purer than that of the sun,
sweeter than life
dear to all.
That light is eternal life
for all those who share in it.
But the night
fears the light,
and hiding itself in terror,
it makes way
for the day of the Lord.
Just the idea
of the darkness
crouching over
and cringing
away from the light
and just flitting off
into non-being.
This is the light
that never sleeps,
the light that hovers
over all,
and the West has come
around to the East.
It's a little different
in the translation
than I have,
that is, the West
has yielded to the East
or something.
The West has given
credence to the East.
It's that the West
has come around
to the East.
You can think about
what that might mean.
It means that
the nations of the West
which were in darkness
have come around
to the light.
Also, perhaps,
that the West
has returned to the East.
This light is Christ,
the Son of Righteousness.
That comes from
Prophet Malachi.
It's often quoted
in the Testament.
And then our translation
goes on.
I think so.
I think that's exactly
the idea of
where the sun set
and sort of the
discouragement
of that darkness
in the West,
as it were.
In some way,
it's become the place
where the sun lies.
Geographically,
I don't know exactly
what that means,
but I think that's
in Hebrew.
But it's that
part
on the left-hand column
of 203
where he says
in the translation
that he copied
to us
in Hebrew,
he says,
And the whole world
which Athens and Greece
has already become
the domain of the word.
Do you have a question?
Where is it?
Towards the middle?
It's about the middle,
certainly about the middle
of the left-hand column.
Okay, I see.
The whole world
with Athens and Greece
has already become
the domain of the word.
And
in the translation
that
Merton has,
it's a
it's a
it's related
by different
different sets
and
kind of
He says
oh, yeah
it's
page 23
of
the one he gave
Yes.
Yes.
Okay, let's see
what we have in the
original
French translation.
Huh?
It's closer to Merton
I think, okay?
This is the
French translation
which is
bound to be
literal
Let's see.
By the creation
and salvation
and by the laws
and prophecies
and the teachings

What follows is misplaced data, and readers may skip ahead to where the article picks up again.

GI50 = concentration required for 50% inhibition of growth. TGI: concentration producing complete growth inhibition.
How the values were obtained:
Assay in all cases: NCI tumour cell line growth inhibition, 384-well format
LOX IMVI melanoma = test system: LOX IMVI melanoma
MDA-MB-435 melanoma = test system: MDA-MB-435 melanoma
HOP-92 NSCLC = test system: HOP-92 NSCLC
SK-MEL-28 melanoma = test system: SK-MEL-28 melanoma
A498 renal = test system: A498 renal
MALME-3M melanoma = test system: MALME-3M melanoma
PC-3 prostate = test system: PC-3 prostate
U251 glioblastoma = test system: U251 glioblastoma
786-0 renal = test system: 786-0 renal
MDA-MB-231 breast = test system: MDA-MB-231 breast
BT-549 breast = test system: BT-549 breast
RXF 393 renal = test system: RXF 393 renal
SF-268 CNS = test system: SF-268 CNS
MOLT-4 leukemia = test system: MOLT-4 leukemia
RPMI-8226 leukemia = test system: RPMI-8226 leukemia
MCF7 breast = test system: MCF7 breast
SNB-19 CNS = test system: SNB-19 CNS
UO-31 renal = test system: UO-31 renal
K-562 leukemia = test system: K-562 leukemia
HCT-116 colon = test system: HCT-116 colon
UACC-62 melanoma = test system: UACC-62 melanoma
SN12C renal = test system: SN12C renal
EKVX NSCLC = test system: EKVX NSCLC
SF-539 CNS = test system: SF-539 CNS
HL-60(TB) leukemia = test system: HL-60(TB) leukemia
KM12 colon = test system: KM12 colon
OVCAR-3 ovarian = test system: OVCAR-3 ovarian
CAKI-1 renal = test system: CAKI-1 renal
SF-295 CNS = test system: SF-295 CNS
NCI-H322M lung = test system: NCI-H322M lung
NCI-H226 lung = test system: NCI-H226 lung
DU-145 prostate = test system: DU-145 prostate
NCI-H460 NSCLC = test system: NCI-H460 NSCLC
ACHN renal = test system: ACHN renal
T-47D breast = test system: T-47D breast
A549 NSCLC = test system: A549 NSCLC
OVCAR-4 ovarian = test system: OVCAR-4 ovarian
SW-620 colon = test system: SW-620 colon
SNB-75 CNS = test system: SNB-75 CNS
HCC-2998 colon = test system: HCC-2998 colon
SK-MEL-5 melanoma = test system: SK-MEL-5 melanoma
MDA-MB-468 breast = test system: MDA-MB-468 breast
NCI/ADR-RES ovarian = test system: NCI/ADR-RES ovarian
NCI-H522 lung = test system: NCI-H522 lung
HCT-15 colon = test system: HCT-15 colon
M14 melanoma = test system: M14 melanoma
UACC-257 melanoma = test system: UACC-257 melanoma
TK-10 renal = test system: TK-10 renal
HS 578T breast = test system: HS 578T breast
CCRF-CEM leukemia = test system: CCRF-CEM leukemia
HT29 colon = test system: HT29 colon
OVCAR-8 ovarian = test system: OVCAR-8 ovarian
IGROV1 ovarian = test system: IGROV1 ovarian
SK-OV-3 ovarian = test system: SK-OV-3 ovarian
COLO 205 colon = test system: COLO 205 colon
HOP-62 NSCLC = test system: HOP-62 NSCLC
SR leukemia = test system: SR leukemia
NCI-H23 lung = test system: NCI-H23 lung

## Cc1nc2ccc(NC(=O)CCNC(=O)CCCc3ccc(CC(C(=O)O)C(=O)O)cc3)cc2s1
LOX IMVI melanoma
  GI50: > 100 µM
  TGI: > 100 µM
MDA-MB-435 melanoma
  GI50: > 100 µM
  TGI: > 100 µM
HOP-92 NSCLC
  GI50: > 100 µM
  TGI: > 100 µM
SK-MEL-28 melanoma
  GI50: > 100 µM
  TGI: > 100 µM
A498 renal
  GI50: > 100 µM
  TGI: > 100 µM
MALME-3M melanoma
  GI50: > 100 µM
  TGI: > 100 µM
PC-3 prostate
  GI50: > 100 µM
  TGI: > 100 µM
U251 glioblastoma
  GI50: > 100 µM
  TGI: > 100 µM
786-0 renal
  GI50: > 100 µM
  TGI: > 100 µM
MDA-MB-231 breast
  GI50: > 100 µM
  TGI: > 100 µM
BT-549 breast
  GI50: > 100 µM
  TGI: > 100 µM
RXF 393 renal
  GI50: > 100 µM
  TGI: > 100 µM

this master, this teacher
now
teaches us everything
and by the logos
the whole world
has become now
an Athens and a Greece.
Uh-huh.
That's the French translation
which much
much bigger than Greece.
Yeah, I think so.
That's
the
I've heard the Merton
translation
not knowing what the original
is, but the sense
of the original
is so much more
potent
because
in a way
he's saying
Athens and Greece
have
you know
that were
the epitome
of classical wisdom
and now
because of the
logos
it's a universalized
wisdom.
if you take the
translation
from the
1915
father's
translation
it's much more
much weaker
it's much more
pedestrian
Athens and Greece
don't add anything
but the Merton
and the whole power
of it.
That's right.
And I think he says
the same thing
somewhere else.
It seems to be
something like it.
I think it's parallel
by another statement
David said.
It's got good
very good claim
for being the right thing.
In the Greek
it's
ky-to-pan
a-day
a thing like
I always gave
them the logo.
Maybe it could be
an ambiguity.
I don't know.
It sounds a lot
like what Mark
was talking about.
We'll never
arrange this
month.
I guess we better
quit for today.
Next time
it's a shame to
pass over the rest
of this which is
the kind of
the meat
of the book.
So we'll spend
a little time on this
and then go along
to the pedigree.
The next book
you'll have some
parts of that.
You'll find that
in that pedigree
there's some very
rich parts.
The part on baptism
and part of the
chapter on childhood
as well.
And then there's
some dry stretches
and some
a lot of
kind of
fooling around.
And I'll try to
get something
from this
that's
for you.
It's such a
big thing.
I haven't
got too much.
But that's
where the teaching
on Gnosis
is mostly
at.
It's in the
structure.
Let's see.
The notes
that you have
for the
pedigree
you do,
don't you,
for the
instructor there?
Yes.
Let's take a look
and see
how much
there is
to it.
The instructor
which starts
on page 209.
You want to do
chapters
one,
two,
three,
four,
five,
six.
So I think
that would be
enough for
next week
probably.
I see you're
trying to go
through the
whole thing
but you
know it
usually
happens
that way.
If we figure
that we've
done
chapters
one,
two,
three,
four,
five,
six,
one through
six for
next time
that would
be enough
for this
course.
And the
following time
we'll try
to finish
up the
other
two chapters
at the
end.
You'll
find that
some passages
will really
grab you
probably and
then there'll
be some
pretty long
stretches
where it
fails to
interest you
perhaps,
like in
those chapters
five and
six.
The
cordon
of
baptism
is marvelous
and the
cordon
of
the
children.
Glory
be to
the
Father
and
to
the
Son
and
to
the
Holy
Spirit.
Amen.
God bless.
Amen.
Amen.
Amen.
God bless.
here's
message says